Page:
Constructing a Working Life-Oriented Model for Online Course Modernization

Constructing a Working Life-Oriented Model for Online Course Modernization

Irja Leppisaari (Central Ostrobothnia University of Applied Sciences, Finland), Riina Kleimola (Central Ostrobothnia University of Applied Sciences, Finland), Markus Maunula (Central Ostrobothnia University of Applied Sciences, Finland) and Tuula Hohenthal (Central Ostrobothnia University of Applied Sciences, Finland)
DOI: 10.4018/978-1-4666-1936-4.ch014


Working life should be more actively integrated in higher education as a partner in education design. The e-Learning of the Future project (2009–2012, ERDF) meets work-oriented online education development challenges through working life mentoring that utilizes social media. In the project’s operational model, educational technology experts design and develop teaching in online courses collaboratively with higher education instructors and working life experts. This chapter examines how development of the model was initiated and what problems and challenges emerged. The study will help to establish directions on including working life in online education development through a virtual media laboratory. The model’s use in updating online courses to produce authentic content appears promising. The following critical factors, however, can be found when implementing the model: 1) structuring of the modernization process, 2) supervision of an online interaction process between modernizers/actors, and 3) finding a meaningful role in the process for the working life mentors.
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Background: Online Development Communities In Sharing Of Expertise – Cooperation Between Higher Education And Working Life

The ability to meet changing skill needs and continuously develop the knowledge-based society has become a competitive edge not only in business but also in Higher Education (HE). The demands on change management and problem solving skills that arise from greater competition and continuous change have increased the need for different online learning and development communities. These communities are needed between individuals and across organizational and sector boundaries (Lewis & Allan, 2005). Recent technological and social developments in online settings have the potential to support lifelong learning in new ways. Online collaborative spaces, platforms, and communities can support both informal and formal learning in many ways through various forms of participation. Communities can encourage their members to participate and learn within a sociable, openly-managed, and developing culture (Ala-Mutka, 2010).

Educational solutions implemented in online learning environments and through diverse technologies can be considered meaningful means to support professional growth and working life-oriented learning culture that is independent of time and place constraints (Kleimola & Maunula, 2010; Bonk, Kim, & Zeng, 2006). New openings and operational models are required for online education working life linkages in HE (cf. Boulton-Lewis, Pillay, & Wilss, 2006). In Finland, the evaluation of online education in Universities of Applied Sciences (UAS) conducted by the Finnish Higher Education Evaluation Council (Leppisaari, Ihanainen, Nevgi, Taskila, Tuominen, & Saari, 2008) found that while working life linkages are utilized in learning content, workplaces are not active partners in a collaborative planning of education. Working life should be included from the beginning stages of online implementation planning if content is to meet the demands of authentic online education and working life skills (Leppisaari, et al., 2008). Studies on HE’s work linkages (Zacheus, 2009) indicate employer representatives and teachers consider the presence of working life in education planning and mutual networking to be inadequate.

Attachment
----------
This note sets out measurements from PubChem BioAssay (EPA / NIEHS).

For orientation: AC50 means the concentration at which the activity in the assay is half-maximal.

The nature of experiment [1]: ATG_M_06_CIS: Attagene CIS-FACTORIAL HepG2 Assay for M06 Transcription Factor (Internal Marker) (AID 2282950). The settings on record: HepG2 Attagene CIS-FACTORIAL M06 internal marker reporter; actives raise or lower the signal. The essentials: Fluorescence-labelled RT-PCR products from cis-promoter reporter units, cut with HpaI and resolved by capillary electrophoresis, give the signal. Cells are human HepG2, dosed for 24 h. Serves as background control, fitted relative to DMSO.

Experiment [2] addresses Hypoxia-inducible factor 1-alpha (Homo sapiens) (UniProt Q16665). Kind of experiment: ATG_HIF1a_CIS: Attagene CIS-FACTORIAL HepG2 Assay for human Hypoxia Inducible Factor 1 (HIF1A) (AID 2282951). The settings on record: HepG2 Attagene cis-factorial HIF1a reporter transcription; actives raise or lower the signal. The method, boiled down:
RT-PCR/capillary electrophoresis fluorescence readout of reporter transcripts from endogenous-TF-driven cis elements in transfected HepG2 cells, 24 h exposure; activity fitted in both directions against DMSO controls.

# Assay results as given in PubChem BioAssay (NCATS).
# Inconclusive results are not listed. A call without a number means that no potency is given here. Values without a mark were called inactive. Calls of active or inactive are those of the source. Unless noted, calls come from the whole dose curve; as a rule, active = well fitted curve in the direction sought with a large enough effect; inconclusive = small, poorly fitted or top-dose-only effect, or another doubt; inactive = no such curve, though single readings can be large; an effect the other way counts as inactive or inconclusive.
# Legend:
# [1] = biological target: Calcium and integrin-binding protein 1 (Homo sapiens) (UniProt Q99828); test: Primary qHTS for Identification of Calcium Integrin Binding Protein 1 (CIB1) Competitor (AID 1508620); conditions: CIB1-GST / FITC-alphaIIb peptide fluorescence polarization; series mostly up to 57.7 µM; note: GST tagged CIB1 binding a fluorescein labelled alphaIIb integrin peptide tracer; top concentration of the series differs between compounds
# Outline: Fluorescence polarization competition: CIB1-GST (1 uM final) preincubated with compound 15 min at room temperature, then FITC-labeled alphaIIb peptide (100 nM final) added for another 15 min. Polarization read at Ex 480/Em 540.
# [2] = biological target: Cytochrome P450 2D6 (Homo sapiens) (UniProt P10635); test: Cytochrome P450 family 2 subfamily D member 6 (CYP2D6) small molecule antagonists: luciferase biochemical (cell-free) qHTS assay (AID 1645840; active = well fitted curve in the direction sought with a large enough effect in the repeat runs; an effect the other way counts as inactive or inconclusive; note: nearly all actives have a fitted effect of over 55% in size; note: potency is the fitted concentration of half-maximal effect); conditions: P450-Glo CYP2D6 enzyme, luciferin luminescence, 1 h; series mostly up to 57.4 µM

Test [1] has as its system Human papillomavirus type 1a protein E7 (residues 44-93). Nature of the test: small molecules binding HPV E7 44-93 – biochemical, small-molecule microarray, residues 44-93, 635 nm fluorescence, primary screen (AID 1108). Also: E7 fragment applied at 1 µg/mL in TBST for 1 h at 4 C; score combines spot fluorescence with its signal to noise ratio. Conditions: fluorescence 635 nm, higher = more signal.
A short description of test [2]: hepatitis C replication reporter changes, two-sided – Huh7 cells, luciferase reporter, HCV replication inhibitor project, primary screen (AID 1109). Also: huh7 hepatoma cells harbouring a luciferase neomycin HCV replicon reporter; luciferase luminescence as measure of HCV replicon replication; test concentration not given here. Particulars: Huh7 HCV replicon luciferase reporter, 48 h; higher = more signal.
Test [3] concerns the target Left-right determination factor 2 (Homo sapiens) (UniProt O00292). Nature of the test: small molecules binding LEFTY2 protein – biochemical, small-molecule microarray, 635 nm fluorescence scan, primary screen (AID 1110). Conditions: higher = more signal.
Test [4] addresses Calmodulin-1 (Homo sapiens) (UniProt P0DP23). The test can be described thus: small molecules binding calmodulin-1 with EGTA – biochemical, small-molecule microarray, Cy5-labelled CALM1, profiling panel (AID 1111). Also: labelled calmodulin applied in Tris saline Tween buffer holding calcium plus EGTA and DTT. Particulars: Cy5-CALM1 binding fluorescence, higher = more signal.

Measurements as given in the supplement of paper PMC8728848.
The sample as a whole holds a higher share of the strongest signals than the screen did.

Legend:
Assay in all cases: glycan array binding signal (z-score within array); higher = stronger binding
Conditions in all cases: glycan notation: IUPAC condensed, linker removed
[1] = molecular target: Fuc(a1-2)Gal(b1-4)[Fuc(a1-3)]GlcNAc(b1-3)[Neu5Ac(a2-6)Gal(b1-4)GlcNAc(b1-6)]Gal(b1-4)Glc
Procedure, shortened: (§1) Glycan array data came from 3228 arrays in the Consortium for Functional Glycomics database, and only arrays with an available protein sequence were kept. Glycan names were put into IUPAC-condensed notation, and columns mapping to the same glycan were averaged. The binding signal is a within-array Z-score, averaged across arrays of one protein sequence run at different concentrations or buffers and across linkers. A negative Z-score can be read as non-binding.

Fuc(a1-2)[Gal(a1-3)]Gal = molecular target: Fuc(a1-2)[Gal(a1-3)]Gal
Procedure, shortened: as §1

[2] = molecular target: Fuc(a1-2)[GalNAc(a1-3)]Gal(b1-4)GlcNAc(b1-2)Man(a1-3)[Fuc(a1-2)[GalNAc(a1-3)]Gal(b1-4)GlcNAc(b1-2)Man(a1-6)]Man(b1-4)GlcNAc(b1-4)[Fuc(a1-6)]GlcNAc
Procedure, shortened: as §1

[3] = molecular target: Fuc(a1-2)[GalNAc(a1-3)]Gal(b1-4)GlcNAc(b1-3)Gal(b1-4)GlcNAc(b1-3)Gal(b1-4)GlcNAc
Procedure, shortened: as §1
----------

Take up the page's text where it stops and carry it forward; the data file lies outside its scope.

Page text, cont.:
Innovative forums that function as a community’s memory and articulate tacit knowledge are needed as supports for interaction (Salonen, 2010). Social media have increased opportunities to convey, communicate, share knowledge and implement online learning communities that support formal and informal learning (Lewis & Allan, 2005; Ala-Mutka, 2010). Studies, however, show that the new affordances of information networks and e-tools have not yet been discovered in the promotion of HE’s working life linkages. In this article mentoring that utilizes social media is seen as a new opportunity and means to modernize online education and support the working life skills required of students in the 21st century. Enthusiastic HE experts, pioneer teachers, and working life mentors at innovative enterprises drive the change through online learning environments.

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